- 29 Jan 19
“The MSIF needs to be here where the problem is rather than two miles AWAY” says Derek Parker, project coordinator of the pilot medically supervised injecting facility that's scheduled to open in Dublin
Catherine Byrne launched into 2019 by insisting that the Government is ready to take on objectors to the pilot medically supervised injecting facility (MSIF) that’s scheduled to open in Dublin.
It was a much needed and long overdue intervention from the Junior Drugs Minister who’d been largely mute on the subject since Merchants Quay Ireland’s winning of the tender to run the service in their existing Dublin 8 premises, in February 2018.
“It was passed by cabinet here in September 2015 and by the Oireachtas in May 2017,” Byrne’s ministerial predecessor, Aodhán Ó Ríordáin, told Hot Press before Christmas. “I get the sense from dealing with the Department of Health that unless you’re willing to ring a particular official wondering where the movement is on this four or five times, things don’t get done in a speedy fashion.”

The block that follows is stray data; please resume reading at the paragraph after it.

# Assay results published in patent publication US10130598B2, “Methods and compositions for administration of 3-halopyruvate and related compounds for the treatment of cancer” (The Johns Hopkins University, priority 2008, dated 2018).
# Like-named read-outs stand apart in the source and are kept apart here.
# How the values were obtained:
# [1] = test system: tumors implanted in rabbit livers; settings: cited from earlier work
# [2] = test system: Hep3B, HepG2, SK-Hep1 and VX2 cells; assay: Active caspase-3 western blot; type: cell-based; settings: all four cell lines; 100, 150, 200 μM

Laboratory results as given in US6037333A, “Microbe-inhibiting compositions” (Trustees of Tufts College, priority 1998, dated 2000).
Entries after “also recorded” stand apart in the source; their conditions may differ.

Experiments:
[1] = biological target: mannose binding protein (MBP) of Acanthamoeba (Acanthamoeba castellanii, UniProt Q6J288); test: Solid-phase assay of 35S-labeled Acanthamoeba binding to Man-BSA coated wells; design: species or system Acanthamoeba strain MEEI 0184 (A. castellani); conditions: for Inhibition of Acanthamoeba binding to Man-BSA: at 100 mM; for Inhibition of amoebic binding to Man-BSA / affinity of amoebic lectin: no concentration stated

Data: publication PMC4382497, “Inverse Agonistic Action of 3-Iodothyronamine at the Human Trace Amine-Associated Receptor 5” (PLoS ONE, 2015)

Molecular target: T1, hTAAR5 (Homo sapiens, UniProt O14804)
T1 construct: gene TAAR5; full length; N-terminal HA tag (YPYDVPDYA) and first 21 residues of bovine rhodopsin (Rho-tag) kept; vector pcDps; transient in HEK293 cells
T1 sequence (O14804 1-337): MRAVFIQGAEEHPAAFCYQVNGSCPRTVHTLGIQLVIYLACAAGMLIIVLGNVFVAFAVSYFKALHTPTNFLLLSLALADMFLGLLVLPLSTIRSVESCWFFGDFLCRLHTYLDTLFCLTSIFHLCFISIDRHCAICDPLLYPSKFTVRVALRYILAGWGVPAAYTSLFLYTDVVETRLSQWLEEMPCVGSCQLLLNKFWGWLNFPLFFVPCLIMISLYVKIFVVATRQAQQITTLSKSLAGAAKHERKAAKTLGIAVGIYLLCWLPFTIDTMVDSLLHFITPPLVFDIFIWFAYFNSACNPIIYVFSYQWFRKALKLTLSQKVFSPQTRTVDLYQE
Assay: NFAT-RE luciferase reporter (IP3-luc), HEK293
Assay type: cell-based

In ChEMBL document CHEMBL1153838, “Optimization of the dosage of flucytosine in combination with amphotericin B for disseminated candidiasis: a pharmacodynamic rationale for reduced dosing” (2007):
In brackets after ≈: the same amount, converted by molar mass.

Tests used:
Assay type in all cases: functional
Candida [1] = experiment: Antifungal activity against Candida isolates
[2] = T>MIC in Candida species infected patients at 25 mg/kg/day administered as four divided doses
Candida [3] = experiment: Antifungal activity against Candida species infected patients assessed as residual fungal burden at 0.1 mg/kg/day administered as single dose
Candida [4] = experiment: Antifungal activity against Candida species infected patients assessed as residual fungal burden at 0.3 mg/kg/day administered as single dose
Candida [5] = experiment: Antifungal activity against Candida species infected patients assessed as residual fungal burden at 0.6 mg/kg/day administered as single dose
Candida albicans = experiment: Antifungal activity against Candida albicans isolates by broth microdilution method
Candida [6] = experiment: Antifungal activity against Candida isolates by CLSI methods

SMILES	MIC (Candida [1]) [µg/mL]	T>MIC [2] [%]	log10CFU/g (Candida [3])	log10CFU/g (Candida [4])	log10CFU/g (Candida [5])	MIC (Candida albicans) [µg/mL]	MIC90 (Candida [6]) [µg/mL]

The inference being that Minister Byrne hasn’t been sufficiently on her civil servants’ case.
“People are dying because of these delays,” concluded Ó Ríordáin whose frustrations are shared by all the people working within the sector that Hot Press has spoken to.
The 34-month lag in opening the Dublin MSIF is in stark contrast to Melbourne where the Victorian State Government went from decision to implementation in just eight months.